Arizona Supreme Court cancels gubernatorial recall vote

April 13, 1988

Associated Press

PHOENIX, Ariz. (AP) — The state Supreme Court canceled the gubernatorial recall election, denying Evan Mecham a last, desperate chance to return to office in what could be the final word to 15 months of political upheaval.

The court did not provide a detailed explanation of Tuesday’s 4-1 decision, which means the new governor, Democrat Rose Mofford, would serve out Mecham’s term through 1990.

The 65-year-old former secretary of state became governor on April 4 when her Republican predecessor was convicted on impeachment charges by the Senate.

The court said that since Mecham already has been removed, the regular order of succession must take precedence over the state Constitution’s recall provisions.

Mecham Recall Committee founder Ed Buck, who had favored holding the election, said his reaction still was one of relief.

“I’m a little bit disappointed because I think a recall election would have given us the opportunity to put Evan Mecham behind us once and for all,” Buck said, “because Evan Mecham would have received so few votes that he and his supporters would see how weak Evan Mecham really was.”

The former governor said he planned to make a statement this evening about his plans.

“We’ve been handed a bucket of lemons and we’re going to make a barrel of lemonade,” Mecham told supporters in Mesa. “There isn’t anything in the law, in the Constitution, that says that the Supreme Court can cancel this election.”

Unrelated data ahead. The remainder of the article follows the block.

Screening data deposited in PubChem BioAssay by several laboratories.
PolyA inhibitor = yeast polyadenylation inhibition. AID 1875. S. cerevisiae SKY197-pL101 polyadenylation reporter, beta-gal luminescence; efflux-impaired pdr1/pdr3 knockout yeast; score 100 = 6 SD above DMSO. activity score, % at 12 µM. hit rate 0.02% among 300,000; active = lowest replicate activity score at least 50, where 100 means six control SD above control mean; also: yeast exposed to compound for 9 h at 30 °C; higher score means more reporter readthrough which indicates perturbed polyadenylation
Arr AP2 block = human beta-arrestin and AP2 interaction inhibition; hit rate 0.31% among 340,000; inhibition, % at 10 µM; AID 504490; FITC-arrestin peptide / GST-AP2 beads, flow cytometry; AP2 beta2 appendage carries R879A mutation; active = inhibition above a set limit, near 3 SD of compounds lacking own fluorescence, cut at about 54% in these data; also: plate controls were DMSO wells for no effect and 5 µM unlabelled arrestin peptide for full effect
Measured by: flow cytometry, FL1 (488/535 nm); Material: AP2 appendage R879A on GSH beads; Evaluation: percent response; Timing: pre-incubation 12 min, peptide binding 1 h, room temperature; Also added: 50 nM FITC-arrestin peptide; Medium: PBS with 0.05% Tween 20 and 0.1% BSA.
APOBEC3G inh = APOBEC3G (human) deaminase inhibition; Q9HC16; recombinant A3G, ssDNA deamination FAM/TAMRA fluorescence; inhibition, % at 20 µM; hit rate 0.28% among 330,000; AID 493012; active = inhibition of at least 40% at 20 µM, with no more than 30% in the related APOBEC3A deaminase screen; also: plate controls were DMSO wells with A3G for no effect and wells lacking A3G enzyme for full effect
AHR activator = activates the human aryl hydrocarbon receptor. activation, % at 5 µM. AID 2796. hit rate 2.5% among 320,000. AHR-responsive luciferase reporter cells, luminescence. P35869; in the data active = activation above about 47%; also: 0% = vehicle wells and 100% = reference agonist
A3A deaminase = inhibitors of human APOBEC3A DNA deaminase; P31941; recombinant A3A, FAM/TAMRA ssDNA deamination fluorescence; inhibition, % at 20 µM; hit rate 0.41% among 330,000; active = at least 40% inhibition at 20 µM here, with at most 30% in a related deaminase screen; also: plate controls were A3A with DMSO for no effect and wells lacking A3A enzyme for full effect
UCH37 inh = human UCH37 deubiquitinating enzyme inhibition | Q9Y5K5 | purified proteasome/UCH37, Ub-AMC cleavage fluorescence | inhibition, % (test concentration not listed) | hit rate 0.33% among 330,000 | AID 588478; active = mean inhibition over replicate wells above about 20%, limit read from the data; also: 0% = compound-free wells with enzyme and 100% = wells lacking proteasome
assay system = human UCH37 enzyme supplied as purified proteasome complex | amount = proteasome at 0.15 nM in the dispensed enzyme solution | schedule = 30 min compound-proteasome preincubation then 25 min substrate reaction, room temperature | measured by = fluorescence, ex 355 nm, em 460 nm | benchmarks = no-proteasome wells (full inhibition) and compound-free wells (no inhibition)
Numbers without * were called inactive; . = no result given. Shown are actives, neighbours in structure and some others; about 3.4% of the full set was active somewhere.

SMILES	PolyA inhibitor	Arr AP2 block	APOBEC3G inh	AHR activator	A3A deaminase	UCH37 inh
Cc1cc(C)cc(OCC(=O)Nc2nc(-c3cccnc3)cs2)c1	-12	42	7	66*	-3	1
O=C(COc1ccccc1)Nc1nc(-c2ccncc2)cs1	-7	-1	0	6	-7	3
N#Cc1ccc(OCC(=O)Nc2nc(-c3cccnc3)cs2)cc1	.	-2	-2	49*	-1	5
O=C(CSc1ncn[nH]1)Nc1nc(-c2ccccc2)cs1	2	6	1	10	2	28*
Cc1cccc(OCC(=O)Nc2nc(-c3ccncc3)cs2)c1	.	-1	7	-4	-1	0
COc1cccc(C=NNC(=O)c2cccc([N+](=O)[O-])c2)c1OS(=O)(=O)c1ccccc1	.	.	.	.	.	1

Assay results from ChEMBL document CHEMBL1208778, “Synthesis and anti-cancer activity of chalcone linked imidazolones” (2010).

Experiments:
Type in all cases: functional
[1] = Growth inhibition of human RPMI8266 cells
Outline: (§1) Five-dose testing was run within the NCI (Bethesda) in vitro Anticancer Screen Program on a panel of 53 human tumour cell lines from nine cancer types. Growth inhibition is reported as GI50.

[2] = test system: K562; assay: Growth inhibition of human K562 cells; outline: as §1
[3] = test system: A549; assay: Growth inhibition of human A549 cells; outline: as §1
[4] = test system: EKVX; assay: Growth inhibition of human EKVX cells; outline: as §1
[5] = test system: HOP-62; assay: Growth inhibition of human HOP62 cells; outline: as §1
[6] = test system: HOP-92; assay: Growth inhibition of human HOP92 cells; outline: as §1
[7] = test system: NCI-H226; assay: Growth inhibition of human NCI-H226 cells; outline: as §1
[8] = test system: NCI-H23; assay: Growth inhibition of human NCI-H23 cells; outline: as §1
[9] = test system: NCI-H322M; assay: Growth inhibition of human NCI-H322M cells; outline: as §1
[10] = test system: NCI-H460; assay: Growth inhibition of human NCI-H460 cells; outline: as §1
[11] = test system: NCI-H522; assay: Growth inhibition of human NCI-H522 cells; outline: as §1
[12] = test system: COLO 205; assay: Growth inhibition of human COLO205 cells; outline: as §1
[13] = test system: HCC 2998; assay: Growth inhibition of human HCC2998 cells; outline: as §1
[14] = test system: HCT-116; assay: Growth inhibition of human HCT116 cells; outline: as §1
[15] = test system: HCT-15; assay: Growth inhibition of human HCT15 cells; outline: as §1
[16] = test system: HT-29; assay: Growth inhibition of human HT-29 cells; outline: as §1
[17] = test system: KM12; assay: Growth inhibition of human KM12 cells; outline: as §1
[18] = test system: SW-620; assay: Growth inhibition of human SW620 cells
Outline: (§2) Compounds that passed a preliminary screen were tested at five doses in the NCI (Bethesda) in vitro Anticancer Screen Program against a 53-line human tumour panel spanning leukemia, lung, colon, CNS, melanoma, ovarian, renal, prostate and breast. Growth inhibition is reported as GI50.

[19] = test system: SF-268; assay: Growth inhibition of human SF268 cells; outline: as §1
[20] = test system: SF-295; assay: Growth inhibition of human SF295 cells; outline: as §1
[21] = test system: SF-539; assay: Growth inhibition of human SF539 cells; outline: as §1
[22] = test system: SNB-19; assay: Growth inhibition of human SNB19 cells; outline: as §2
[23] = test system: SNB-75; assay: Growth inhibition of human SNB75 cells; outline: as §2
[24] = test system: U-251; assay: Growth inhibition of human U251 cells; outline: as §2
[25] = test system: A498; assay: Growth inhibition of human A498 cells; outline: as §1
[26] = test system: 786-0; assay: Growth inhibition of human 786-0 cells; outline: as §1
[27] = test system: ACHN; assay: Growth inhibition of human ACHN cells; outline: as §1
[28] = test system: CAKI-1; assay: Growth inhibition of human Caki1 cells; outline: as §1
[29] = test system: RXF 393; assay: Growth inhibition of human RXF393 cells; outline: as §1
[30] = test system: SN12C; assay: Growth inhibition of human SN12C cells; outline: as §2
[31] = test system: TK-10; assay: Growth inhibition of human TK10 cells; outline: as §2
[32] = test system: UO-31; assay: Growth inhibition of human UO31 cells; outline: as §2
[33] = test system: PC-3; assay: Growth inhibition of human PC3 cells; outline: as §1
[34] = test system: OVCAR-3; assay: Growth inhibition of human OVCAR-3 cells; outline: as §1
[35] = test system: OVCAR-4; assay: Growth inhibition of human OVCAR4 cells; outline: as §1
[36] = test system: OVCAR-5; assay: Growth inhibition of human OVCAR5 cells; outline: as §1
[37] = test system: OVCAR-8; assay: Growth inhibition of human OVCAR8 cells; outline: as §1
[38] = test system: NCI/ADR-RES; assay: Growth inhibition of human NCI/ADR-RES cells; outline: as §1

Mecham was removed last week from the ballot in the May 17 election, which was called after nearly 400,000 Arizonans signed petitions last year. He would have faced a court battle if he decided to attempt a candidacy.

The recall was challenged by two taxpayers who contended it was no longer necessary and would be a waste of money. Their attorney, Andrew Gordon, told the court Tuesday, “The purpose of the recall has been fulfilled. … Recall is the people’s alternative to impeachment.”

Mrs. Mofford returned to Phoenix on Tuesday from Washington D.C., where she had been lobbying for the Central Arizona Project and for the state bid for a federal atom-smasher.

“I can see that the Constitution is working in Arizona, working well,” she told reporters. “I’m glad to be home and looking forward to moving ahead in Arizona.”

However, Republican recall candidate Jack Londen said he would consider challenging the Supreme Court decision in federal court. He said he thought the decision violated his due process rights as a candidate and taxpayer.

“I’m shocked,” Londen said, adding that he believes the Constitution allows voters to recall a governor and choose the next one.

Mecham, 63, was convicted by the Senate of trying to thwart a death threat investigation and misusing $80,000 from the governor’s protocol fund by loaning it to his auto dealership.

He still faces a May 19 criminal trial on charges of concealing a $350,000 campaign loan.

Republican recall candidate John Rhodes, the 71-year-old former U.S. House minority leader, issued a statement saying he was disappointed but was willing to support Mrs. Mofford.

“Like the little boy that Abraham Lincoln told about, ‘I’m too old to cry, but it hurts too much to laugh,”‘ said Rhodes, who had planned to hold a fund-raiser Tuesday night in Washington D.C.